Bettman to tell Congress harsh penalties make NHL steroid-free

Updated: February 26, 2008, 7:27 PM ET
Associated Press

WASHINGTON -- NHL commissioner Gary Bettman plans to tell a House subcommittee on Wednesday that his sport is steroid-free.

Bettman will join his major league counterparts in testifying before the House subcommittee on Commerce, Trade and Consumer Protection.

"We shouldn't all be painted with the same broad brush, Bettman said. "Every sport is different. What goes on in one sport does not go on in every sport. This hasn't been an issue for us for a variety of reasons as it has been for others."

Bettman said the NHL has had just one player suspended for steroid usage in the 2½ years since play resumed after the 2004-2005 work stoppage.

While Bettman said the league continually reevaluates its penalties for steroid use, he's happy with the current sanctions. For a first violation, a player is suspended for 20 games, 60 games for a second violation and a permanent for a third violation.

"The penalties are very severe. A quarter of a season, three-quarters of a season, and that's it," Bettman said.

Bettman spoke before Tuesday night's Minnesota Wild-Washington Capitals game, and was impressed with the flurry of trading activity before the 3 p.m. deadline. The Wild acquired bad boy forward Chris Simon from the New York Islanders.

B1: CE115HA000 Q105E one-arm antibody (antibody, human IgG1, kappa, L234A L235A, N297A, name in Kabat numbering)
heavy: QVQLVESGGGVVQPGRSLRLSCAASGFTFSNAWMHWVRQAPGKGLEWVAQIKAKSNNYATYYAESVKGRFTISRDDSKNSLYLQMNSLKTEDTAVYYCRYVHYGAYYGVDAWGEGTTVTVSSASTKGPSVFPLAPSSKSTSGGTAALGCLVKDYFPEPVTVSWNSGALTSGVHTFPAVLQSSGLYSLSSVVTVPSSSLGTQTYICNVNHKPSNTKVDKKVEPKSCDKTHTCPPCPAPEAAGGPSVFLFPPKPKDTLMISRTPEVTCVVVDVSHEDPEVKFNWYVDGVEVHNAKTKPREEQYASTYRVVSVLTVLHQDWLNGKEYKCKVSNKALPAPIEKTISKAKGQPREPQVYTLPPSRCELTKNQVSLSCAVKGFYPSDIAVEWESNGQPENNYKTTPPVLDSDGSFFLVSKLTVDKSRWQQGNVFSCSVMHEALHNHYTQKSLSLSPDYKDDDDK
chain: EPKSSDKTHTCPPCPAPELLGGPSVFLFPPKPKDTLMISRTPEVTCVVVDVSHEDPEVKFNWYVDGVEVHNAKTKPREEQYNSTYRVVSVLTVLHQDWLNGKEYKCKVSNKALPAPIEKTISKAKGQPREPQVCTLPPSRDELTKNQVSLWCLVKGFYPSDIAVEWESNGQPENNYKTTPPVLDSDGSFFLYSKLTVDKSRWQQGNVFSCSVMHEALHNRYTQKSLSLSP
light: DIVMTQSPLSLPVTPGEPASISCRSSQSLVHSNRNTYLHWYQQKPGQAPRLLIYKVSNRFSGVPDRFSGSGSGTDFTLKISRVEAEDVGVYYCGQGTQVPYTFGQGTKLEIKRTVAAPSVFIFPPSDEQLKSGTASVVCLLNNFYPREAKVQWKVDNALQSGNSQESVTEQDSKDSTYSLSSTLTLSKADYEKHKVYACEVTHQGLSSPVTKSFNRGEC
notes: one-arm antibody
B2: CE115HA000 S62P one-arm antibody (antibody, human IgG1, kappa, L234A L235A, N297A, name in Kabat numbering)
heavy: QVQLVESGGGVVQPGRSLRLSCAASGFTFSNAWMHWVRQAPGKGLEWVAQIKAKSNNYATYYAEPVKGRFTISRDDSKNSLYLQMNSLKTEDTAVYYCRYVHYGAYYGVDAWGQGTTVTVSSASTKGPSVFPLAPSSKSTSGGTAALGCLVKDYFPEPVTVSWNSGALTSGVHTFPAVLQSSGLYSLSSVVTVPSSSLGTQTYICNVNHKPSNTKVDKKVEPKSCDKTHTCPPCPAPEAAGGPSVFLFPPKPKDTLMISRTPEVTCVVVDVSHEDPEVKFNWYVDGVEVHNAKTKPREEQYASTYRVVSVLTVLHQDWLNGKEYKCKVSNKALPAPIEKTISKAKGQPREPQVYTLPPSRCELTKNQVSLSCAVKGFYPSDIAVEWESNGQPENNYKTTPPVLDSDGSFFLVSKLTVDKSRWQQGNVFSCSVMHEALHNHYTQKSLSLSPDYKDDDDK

Simon's been suspended eight times in 15 seasons.

"When you are involved in the supplemental discipline program process, who you are and what your history has been is a relevant factor. I am a believer in progressive discipline," Bettman said. "You get to a point in some instances where enough is enough."

Bettman said the Wild's sale from Robert Naegele Jr. to Craig Leopold is nearly complete, and he hoped to have the transaction completed in six to 12 weeks.

The commissioner hadn't been to Washington since the Capitals signed left wing Alex Ovechkin to a 13-year, $124 million contract.

"I think shorter contracts can give you more flexibility, but there may be situations where a franchise should commit," Bettman said. "[Washington owner] Ted Leonsis and his partners ensured that Alex Ovechkin spent his whole career here, and that fans should never have to worry about him leaving here."


Copyright 2008 by The Associated Press